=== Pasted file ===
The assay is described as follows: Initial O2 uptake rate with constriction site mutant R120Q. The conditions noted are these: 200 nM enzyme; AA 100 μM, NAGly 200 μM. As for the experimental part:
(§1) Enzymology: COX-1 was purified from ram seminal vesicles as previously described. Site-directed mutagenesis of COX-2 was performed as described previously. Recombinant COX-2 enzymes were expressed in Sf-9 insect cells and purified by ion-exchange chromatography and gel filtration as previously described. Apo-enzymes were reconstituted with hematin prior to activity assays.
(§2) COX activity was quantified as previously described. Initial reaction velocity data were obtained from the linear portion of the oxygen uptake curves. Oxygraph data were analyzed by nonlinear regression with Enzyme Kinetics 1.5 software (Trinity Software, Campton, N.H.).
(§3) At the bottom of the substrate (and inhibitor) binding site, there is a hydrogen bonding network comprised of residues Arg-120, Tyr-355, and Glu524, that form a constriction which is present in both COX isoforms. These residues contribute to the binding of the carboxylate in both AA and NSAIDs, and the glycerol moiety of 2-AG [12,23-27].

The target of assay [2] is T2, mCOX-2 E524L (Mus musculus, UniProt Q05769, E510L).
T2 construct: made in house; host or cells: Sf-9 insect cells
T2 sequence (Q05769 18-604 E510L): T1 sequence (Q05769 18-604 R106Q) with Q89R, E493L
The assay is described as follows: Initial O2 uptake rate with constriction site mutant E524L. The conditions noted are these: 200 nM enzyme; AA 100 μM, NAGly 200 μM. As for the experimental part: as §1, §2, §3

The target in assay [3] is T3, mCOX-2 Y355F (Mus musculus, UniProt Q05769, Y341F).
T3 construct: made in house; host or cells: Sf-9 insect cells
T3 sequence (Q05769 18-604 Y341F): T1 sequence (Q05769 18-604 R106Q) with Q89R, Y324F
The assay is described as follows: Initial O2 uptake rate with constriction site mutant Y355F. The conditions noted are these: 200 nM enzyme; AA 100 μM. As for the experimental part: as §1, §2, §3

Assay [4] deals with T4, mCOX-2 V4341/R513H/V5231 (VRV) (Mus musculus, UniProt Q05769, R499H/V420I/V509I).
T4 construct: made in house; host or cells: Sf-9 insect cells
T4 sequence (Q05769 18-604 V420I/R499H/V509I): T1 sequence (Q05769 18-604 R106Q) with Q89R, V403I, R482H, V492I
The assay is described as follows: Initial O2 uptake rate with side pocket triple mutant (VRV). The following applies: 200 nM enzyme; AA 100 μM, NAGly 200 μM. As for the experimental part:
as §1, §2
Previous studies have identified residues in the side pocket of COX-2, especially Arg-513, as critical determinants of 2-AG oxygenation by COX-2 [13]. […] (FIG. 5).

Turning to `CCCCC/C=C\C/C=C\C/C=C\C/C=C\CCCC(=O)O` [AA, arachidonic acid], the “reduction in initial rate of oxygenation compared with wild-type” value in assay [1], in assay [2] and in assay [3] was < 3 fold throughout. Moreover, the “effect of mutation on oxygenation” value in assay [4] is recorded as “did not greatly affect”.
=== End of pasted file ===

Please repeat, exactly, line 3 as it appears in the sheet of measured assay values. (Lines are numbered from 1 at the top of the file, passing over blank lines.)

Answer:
(§2) COX activity was quantified as previously described. Initial reaction velocity data were obtained from the linear portion of the oxygen uptake curves. Oxygraph data were analyzed by nonlinear regression with Enzyme Kinetics 1.5 software (Trinity Software, Campton, N.H.).